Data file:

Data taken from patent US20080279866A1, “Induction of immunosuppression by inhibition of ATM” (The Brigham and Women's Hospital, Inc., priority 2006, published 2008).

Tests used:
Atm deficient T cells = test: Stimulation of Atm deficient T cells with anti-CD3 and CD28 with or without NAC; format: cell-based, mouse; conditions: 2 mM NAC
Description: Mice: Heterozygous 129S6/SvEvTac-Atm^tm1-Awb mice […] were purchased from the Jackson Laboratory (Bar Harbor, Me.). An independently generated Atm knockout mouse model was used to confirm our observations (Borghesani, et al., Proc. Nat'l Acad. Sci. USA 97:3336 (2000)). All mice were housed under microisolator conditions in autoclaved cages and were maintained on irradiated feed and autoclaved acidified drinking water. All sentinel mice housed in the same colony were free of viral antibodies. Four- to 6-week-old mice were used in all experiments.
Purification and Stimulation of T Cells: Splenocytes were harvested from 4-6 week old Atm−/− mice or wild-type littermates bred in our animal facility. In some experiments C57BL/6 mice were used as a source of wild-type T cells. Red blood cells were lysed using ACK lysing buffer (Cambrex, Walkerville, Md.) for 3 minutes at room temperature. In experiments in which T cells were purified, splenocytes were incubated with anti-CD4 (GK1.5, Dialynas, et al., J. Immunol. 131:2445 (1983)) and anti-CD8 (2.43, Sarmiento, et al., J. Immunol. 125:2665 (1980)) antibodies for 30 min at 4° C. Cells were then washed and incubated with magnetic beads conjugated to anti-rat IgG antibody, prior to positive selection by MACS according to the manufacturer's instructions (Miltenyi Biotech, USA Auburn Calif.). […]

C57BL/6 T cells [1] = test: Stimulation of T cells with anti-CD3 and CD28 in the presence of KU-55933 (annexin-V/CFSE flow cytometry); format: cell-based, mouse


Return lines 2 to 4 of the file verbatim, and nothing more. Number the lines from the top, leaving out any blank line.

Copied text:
Tests used:
Atm deficient T cells = test: Stimulation of Atm deficient T cells with anti-CD3 and CD28 with or without NAC; format: cell-based, mouse; conditions: 2 mM NAC
Description: Mice: Heterozygous 129S6/SvEvTac-Atm^tm1-Awb mice […] were purchased from the Jackson Laboratory (Bar Harbor, Me.). An independently generated Atm knockout mouse model was used to confirm our observations (Borghesani, et al., Proc. Nat'l Acad. Sci. USA 97:3336 (2000)). All mice were housed under microisolator conditions in autoclaved cages and were maintained on irradiated feed and autoclaved acidified drinking water. All sentinel mice housed in the same colony were free of viral antibodies. Four- to 6-week-old mice were used in all experiments.